Sara Zarr on Sara Zarr: “I grew up in San Francisco in the seventies, when lower-middle class people could actually afford to live there. I went to public school, played with kids in the neighborhood, and roamed all over the city with my sister, a bus pass, and little parental supervision!
“One of my favorite places was the public library. There’s a branch on 9th Avenue that has this enormous children’s room–almost a separate building, really–and I remember how empowering it was to fill out that little slip with a golf pencil.
“Around middle school we moved to Pacifica, a unique bedroom community of SF that is only twenty minutes away from the city but can feel like a different universe when you’re a teen with no car.
“After surviving high school, I went to San Francisco State, got married, and had a couple of short careers before really focusing on writing. My husband and I live in Salt Lake City now, which is pretty different from the Bay Area but we love it. And it has great libraries! (The Salt Lake City Public Library was just named “Library of the Year” by Library Journal.) At any given time we’ve got twenty or thirty library books around the house.”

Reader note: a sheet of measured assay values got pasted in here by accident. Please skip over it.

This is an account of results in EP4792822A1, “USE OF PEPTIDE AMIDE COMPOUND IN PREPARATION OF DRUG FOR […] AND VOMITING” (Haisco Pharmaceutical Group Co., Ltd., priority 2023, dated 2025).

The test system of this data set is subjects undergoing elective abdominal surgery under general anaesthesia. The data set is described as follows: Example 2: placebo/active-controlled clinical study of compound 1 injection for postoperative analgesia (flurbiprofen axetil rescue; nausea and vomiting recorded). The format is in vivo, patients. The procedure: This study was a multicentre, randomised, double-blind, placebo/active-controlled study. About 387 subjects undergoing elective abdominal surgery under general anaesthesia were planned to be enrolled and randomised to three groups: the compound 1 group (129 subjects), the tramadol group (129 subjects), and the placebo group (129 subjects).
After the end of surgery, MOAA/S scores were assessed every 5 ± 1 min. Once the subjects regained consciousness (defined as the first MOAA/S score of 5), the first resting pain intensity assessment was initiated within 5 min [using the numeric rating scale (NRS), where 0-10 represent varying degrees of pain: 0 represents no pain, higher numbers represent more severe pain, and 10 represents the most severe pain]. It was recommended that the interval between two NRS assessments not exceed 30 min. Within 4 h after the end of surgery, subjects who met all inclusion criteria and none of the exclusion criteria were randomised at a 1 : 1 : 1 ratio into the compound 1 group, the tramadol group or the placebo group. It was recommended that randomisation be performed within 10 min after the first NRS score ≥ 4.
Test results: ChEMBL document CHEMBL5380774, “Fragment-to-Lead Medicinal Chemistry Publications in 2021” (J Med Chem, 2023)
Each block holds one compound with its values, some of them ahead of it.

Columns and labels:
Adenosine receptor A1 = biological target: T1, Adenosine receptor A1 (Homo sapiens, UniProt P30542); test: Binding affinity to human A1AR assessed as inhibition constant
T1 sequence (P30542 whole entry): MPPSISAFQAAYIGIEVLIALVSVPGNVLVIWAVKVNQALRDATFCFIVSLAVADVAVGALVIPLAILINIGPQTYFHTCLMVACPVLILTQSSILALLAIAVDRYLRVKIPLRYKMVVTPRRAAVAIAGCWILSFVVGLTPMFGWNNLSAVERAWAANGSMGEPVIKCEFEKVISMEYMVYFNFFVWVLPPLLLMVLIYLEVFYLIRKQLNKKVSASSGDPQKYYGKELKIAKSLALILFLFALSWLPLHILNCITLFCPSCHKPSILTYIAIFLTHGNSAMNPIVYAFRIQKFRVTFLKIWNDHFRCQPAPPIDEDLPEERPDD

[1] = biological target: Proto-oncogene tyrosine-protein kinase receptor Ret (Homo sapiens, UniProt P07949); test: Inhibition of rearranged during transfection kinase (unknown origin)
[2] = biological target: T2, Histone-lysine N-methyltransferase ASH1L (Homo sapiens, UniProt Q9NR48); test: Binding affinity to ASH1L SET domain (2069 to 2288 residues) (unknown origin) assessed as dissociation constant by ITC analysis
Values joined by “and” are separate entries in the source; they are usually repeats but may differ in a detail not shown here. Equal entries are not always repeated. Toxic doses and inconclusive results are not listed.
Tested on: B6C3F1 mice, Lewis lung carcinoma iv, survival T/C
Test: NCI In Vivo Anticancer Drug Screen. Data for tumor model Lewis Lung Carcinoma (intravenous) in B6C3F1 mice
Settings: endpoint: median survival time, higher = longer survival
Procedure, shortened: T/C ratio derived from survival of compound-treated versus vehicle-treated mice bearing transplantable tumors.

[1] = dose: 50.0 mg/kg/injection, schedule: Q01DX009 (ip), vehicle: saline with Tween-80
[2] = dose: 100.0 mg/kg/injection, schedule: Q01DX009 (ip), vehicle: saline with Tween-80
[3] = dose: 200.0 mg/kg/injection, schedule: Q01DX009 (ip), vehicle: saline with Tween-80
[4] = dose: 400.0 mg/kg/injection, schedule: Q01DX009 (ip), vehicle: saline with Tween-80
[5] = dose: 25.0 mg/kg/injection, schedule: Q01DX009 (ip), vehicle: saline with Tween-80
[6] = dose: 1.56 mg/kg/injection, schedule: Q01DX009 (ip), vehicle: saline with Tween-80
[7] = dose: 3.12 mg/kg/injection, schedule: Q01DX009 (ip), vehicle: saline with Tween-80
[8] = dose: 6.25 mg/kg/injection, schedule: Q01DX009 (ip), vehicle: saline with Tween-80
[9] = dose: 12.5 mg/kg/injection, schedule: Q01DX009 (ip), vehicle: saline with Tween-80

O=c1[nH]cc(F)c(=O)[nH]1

What were you like as a young adult?
I had sort of a split personality in high school, as I’m sure a lot of people do. With my friends (who were mostly in the drama department), I was loud, brave, and funny–at least, I’m pretty sure I was funny. In unfamiliar surroundings or with kids who were above my social status as drama geek, I fell strangely silent and became self-conscious about everything I said/did/wore/thought and almost never took risks.
I’m pretty much the same way now, come to think of it! A total wallflower when I’m in a new or uncomfortable place, but with my friends I can get greedy for the spotlight.
What inspired you to begin writing for this audience?
I’ve always loved YA literature, from about age twelve right up to today. The author who really ignited my passion to write was Robert Cormier. My heart sort of stopped the first time I read The Chocolate War (1974)(excerpt), and I remember thinking yes, yes, this is how it is. Even if the situation in the story is extreme, there was that overwhelming “yes” in how I read it, that he nailed what it feels like to be in high school.